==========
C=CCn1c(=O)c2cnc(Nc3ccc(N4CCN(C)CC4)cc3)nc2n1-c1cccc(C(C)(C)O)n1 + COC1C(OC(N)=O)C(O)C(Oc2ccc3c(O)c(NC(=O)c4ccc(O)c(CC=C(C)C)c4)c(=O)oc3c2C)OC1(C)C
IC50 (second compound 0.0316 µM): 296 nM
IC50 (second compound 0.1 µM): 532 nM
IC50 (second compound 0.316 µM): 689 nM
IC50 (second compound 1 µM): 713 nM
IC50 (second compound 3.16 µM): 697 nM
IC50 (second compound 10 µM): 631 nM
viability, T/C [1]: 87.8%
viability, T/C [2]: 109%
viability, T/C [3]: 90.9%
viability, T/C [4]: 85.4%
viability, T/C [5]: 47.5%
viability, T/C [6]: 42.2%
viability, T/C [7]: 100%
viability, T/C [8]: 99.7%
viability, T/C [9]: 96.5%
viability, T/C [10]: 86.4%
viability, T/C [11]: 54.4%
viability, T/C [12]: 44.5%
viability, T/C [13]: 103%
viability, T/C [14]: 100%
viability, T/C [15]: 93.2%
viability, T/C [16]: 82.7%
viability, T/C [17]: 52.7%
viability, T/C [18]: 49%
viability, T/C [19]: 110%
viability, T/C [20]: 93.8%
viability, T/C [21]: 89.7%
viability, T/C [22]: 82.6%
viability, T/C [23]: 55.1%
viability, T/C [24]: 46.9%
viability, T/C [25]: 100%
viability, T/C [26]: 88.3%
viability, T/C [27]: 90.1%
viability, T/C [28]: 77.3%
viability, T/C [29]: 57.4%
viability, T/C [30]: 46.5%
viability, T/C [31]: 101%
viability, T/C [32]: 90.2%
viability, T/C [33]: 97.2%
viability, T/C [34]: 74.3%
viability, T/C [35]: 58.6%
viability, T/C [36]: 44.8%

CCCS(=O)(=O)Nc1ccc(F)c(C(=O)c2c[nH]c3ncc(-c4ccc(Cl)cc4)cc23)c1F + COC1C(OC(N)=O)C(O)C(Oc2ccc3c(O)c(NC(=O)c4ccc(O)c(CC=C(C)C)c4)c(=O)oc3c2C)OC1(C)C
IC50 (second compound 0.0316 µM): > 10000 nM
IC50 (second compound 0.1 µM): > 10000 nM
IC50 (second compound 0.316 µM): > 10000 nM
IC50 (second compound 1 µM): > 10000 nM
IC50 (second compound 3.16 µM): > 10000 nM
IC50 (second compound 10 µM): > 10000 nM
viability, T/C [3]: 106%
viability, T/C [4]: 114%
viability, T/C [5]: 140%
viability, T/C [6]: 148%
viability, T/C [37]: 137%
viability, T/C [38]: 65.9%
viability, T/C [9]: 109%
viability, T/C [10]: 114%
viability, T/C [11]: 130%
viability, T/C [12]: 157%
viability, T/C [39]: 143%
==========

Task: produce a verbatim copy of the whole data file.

C=CCn1c(=O)c2cnc(Nc3ccc(N4CCN(C)CC4)cc3)nc2n1-c1cccc(C(C)(C)O)n1 + COC1C(OC(N)=O)C(O)C(Oc2ccc3c(O)c(NC(=O)c4ccc(O)c(CC=C(C)C)c4)c(=O)oc3c2C)OC1(C)C
IC50 (second compound 0.0316 µM): 296 nM
IC50 (second compound 0.1 µM): 532 nM
IC50 (second compound 0.316 µM): 689 nM
IC50 (second compound 1 µM): 713 nM
IC50 (second compound 3.16 µM): 697 nM
IC50 (second compound 10 µM): 631 nM
viability, T/C [1]: 87.8%
viability, T/C [2]: 109%
viability, T/C [3]: 90.9%
viability, T/C [4]: 85.4%
viability, T/C [5]: 47.5%
viability, T/C [6]: 42.2%
viability, T/C [7]: 100%
viability, T/C [8]: 99.7%
viability, T/C [9]: 96.5%
viability, T/C [10]: 86.4%
viability, T/C [11]: 54.4%
viability, T/C [12]: 44.5%
viability, T/C [13]: 103%
viability, T/C [14]: 100%
viability, T/C [15]: 93.2%
viability, T/C [16]: 82.7%
viability, T/C [17]: 52.7%
viability, T/C [18]: 49%
viability, T/C [19]: 110%
viability, T/C [20]: 93.8%
viability, T/C [21]: 89.7%
viability, T/C [22]: 82.6%
viability, T/C [23]: 55.1%
viability, T/C [24]: 46.9%
viability, T/C [25]: 100%
viability, T/C [26]: 88.3%
viability, T/C [27]: 90.1%
viability, T/C [28]: 77.3%
viability, T/C [29]: 57.4%
viability, T/C [30]: 46.5%
viability, T/C [31]: 101%
viability, T/C [32]: 90.2%
viability, T/C [33]: 97.2%
viability, T/C [34]: 74.3%
viability, T/C [35]: 58.6%
viability, T/C [36]: 44.8%

CCCS(=O)(=O)Nc1ccc(F)c(C(=O)c2c[nH]c3ncc(-c4ccc(Cl)cc4)cc23)c1F + COC1C(OC(N)=O)C(O)C(Oc2ccc3c(O)c(NC(=O)c4ccc(O)c(CC=C(C)C)c4)c(=O)oc3c2C)OC1(C)C
IC50 (second compound 0.0316 µM): > 10000 nM
IC50 (second compound 0.1 µM): > 10000 nM
IC50 (second compound 0.316 µM): > 10000 nM
IC50 (second compound 1 µM): > 10000 nM
IC50 (second compound 3.16 µM): > 10000 nM
IC50 (second compound 10 µM): > 10000 nM
viability, T/C [3]: 106%
viability, T/C [4]: 114%
viability, T/C [5]: 140%
viability, T/C [6]: 148%
viability, T/C [37]: 137%
viability, T/C [38]: 65.9%
viability, T/C [9]: 109%
viability, T/C [10]: 114%
viability, T/C [11]: 130%
viability, T/C [12]: 157%
viability, T/C [39]: 143%